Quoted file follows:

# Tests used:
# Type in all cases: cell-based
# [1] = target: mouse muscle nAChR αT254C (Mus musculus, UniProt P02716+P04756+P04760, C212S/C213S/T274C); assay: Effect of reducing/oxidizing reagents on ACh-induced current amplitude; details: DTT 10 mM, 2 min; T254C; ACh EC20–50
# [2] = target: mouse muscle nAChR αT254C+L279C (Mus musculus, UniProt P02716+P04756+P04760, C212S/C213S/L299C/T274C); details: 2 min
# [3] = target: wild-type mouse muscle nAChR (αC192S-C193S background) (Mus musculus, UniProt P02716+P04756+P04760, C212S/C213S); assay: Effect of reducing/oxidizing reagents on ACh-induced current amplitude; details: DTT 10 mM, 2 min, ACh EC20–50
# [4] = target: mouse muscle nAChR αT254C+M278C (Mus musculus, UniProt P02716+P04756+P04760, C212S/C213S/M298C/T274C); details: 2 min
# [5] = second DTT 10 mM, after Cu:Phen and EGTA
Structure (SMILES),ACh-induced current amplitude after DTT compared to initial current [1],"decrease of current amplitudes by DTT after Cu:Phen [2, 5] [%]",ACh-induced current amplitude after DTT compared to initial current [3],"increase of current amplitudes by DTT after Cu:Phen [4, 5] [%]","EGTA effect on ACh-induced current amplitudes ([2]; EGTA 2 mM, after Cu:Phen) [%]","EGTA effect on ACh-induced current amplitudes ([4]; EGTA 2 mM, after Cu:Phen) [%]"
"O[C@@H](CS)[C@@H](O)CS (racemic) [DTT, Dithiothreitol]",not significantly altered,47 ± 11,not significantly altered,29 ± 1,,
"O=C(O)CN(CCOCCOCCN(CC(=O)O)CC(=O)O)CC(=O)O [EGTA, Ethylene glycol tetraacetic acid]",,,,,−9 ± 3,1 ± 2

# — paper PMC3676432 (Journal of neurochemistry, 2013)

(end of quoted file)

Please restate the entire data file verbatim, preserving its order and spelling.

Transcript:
# Tests used:
# Type in all cases: cell-based
# [1] = target: mouse muscle nAChR αT254C (Mus musculus, UniProt P02716+P04756+P04760, C212S/C213S/T274C); assay: Effect of reducing/oxidizing reagents on ACh-induced current amplitude; details: DTT 10 mM, 2 min; T254C; ACh EC20–50
# [2] = target: mouse muscle nAChR αT254C+L279C (Mus musculus, UniProt P02716+P04756+P04760, C212S/C213S/L299C/T274C); details: 2 min
# [3] = target: wild-type mouse muscle nAChR (αC192S-C193S background) (Mus musculus, UniProt P02716+P04756+P04760, C212S/C213S); assay: Effect of reducing/oxidizing reagents on ACh-induced current amplitude; details: DTT 10 mM, 2 min, ACh EC20–50
# [4] = target: mouse muscle nAChR αT254C+M278C (Mus musculus, UniProt P02716+P04756+P04760, C212S/C213S/M298C/T274C); details: 2 min
# [5] = second DTT 10 mM, after Cu:Phen and EGTA
Structure (SMILES),ACh-induced current amplitude after DTT compared to initial current [1],"decrease of current amplitudes by DTT after Cu:Phen [2, 5] [%]",ACh-induced current amplitude after DTT compared to initial current [3],"increase of current amplitudes by DTT after Cu:Phen [4, 5] [%]","EGTA effect on ACh-induced current amplitudes ([2]; EGTA 2 mM, after Cu:Phen) [%]","EGTA effect on ACh-induced current amplitudes ([4]; EGTA 2 mM, after Cu:Phen) [%]"
"O[C@@H](CS)[C@@H](O)CS (racemic) [DTT, Dithiothreitol]",not significantly altered,47 ± 11,not significantly altered,29 ± 1,,
"O=C(O)CN(CCOCCOCCN(CC(=O)O)CC(=O)O)CC(=O)O [EGTA, Ethylene glycol tetraacetic acid]",,,,,−9 ± 3,1 ± 2

# — paper PMC3676432 (Journal of neurochemistry, 2013)